Furthermore, what if you knew that this most powerful neoliberal government has revolving doors between itself and various corporate entities? What if you knew that private interests do influence the decisions made at government level due to lobbying, aka legal bribery? What if you knew that the participants of Event 201 in October 2019, a pandemic simulation event hosted by Johns Hopkins University and involving the Bill and Melinda Gates Foundation, concluded in part that “collaboration between governments, international organisations, and the private sector” is necessary in a pandemic scenario. What if you knew that increasing private influence in the supposedly public political realm of government is antithetical to a real democracy, and has been among the core goals of neoliberal business-politics? What if you knew that consent is manufactured largely through mainstream media sources?

What if you knew that the WHO tried to declare a pandemic in 2009, and was later found by a European Council committee to be guilty of several misdemeanours, including issues such as “the possible influence of the pharmaceutical industry on some of the major decisions relating to the pandemic”? What if you knew that some of the same organisations (here and here) that participated in Event 201 were instrumental in influencing the context in which the US government (and other governments) made decisions during the pandemic? What if you knew that the Bill and Melinda Gates Foundation has vested economic interests in punting a global vaccine, and that they have been pushing this agenda for many years despite serious, mostly under-publicised, criticism? What if you knew that the same organisation’s so-called philanthropic endeavours to spread genetically modified seeds in Africa involves a highly problematic monopoly of agriculture featuring patented seeds that destroy farmer sovereignty, and that the monopoly model is championed by the US government, an entity that has played no small role in shaping various nations’ responses to, and narratives about, the pandemic?

What if you knew all of the above and more? Maybe you would think twice about believing what seems to be the mainstream narrative, that governments are simply doing what they must do to deal with the spread of a deadly virus because, hey presto, look at the numbers! Most governments can perhaps be given the benefit of the doubt, but not the US government. When that country’s leaders closed its borders, others more or less had to follow suit, and the economic domino effect continues to take its toll. The actions taken by the US government in response to the pandemic cannot be considered in a vacuum: the country’s neoliberal leadership has for decades been doing what it can to increase its oligarchical powers, actions that benefit the few and hurt the many.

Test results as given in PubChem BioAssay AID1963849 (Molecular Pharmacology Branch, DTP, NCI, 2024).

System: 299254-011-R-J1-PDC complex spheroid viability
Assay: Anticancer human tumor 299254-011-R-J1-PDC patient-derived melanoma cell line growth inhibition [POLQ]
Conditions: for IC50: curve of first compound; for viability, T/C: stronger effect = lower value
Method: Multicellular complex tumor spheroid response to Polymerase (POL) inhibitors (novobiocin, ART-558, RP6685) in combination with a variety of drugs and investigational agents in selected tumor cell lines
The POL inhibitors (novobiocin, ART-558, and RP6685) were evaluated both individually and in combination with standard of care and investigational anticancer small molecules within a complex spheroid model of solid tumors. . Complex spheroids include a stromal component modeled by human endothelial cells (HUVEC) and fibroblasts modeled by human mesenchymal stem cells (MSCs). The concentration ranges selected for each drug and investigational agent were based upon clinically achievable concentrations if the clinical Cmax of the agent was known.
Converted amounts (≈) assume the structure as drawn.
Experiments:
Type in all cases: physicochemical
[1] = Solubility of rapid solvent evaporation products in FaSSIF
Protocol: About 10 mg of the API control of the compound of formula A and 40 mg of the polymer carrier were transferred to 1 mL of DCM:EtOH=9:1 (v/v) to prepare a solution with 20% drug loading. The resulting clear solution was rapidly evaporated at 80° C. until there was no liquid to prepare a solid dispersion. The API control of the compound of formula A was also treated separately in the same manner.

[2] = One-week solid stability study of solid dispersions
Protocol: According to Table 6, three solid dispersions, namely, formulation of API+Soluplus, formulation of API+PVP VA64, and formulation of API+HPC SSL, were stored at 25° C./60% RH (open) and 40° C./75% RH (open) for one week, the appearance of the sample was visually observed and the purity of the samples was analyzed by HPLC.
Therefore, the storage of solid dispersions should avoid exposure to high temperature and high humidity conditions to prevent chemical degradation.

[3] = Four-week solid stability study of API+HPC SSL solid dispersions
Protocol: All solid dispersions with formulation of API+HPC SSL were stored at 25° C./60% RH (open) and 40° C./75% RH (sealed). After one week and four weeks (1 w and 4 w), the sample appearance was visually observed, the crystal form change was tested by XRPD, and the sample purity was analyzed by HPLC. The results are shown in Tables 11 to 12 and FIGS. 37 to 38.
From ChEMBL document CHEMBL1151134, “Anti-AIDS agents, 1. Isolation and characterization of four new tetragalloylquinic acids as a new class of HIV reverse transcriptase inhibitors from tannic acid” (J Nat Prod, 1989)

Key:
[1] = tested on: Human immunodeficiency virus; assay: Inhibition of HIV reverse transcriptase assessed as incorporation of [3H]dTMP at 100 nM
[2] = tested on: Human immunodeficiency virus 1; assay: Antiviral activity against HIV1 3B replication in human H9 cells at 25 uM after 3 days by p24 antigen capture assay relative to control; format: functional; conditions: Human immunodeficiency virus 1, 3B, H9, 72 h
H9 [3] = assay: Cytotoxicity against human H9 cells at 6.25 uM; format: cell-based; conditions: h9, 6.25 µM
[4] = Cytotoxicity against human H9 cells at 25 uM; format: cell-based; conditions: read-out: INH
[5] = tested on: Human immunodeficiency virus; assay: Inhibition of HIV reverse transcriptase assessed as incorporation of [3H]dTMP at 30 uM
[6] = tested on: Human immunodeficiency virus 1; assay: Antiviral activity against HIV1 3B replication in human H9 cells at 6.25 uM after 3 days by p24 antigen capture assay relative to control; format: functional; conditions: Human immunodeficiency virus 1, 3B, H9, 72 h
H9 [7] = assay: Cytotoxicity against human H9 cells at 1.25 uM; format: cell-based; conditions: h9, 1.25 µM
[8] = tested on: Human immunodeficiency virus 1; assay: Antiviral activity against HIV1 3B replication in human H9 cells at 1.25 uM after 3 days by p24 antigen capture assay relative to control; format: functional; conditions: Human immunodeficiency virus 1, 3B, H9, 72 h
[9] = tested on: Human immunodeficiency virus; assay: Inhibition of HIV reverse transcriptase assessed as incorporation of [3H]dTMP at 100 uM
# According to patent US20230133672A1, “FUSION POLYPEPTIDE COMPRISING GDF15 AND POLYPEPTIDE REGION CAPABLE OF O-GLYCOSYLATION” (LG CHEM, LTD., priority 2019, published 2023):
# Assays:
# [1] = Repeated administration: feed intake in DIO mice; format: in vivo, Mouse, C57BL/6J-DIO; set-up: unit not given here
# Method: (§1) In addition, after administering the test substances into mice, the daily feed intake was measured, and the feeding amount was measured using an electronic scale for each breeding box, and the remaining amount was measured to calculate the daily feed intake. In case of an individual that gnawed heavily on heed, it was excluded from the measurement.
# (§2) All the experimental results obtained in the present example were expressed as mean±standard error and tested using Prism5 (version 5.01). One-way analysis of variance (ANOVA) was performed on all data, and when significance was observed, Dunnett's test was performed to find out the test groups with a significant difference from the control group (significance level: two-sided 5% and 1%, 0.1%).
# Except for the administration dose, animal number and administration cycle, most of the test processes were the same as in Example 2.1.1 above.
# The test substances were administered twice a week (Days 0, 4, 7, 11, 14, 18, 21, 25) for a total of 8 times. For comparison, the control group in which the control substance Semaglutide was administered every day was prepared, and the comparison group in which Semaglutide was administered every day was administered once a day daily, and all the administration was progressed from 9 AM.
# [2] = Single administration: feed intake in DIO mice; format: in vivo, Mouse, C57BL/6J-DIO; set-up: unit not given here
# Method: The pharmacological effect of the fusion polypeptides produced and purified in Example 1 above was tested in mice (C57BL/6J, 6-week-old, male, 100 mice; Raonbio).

This is not to deny that there is a dangerous virus out there, one that has contributed to the loss of life and has seriously affected some health-care systems in some places. But let us not forget that we have been fed “meaningless” numbers that “cause chaos”, and thanks partly to the chaos, various governments, mainly the US’s, have leapt at the opportunity to create more national debt, channel relief funds wherever they choose (often to well connected individuals), control citizens beyond anything seen since World War II, wax lyrical about an invisible enemy that must be fought at all costs, and more. The writing is on the wall, and if one bothers to learn to read it, the message is clear: the global masters have tightened the shackles on their slaves to near choking point.

Our world is now one that the Oligarchs can control more easily than ever before, simply by pointing to numbers that mean whatever governments want them to mean; numbers that will somehow magically justify all sorts of authoritarian government interventions and mandatory civilian compliances. These are aspects of a developing narrative that must be questioned, challenged and dismissed if the evidence points to foul play — and this is not the same thing as dismissing the real threats of the virus. The only way to find real evidence is to look for it in earnest, which requires going much deeper than official death rates, testing results, and sensationalised mainstream news reporting.


  • David Pittaway holds a PhD in philosophy from the University of the Free State, South Africa. He lectured philosophy at the Nelson Mandela University for several years before venturing into a post-doctoral role there. Before that, he lived and lectured in the UK for four years, and participated in the Occupy Movement there. David returned to his beloved home country in 2012 to engage in relatively rustic and low-tech lifestyle solutions.


David Pittaway

David Pittaway holds a PhD in philosophy from the University of the Free State, South Africa. He lectured philosophy at the Nelson Mandela University for several years before venturing into a post-doctoral...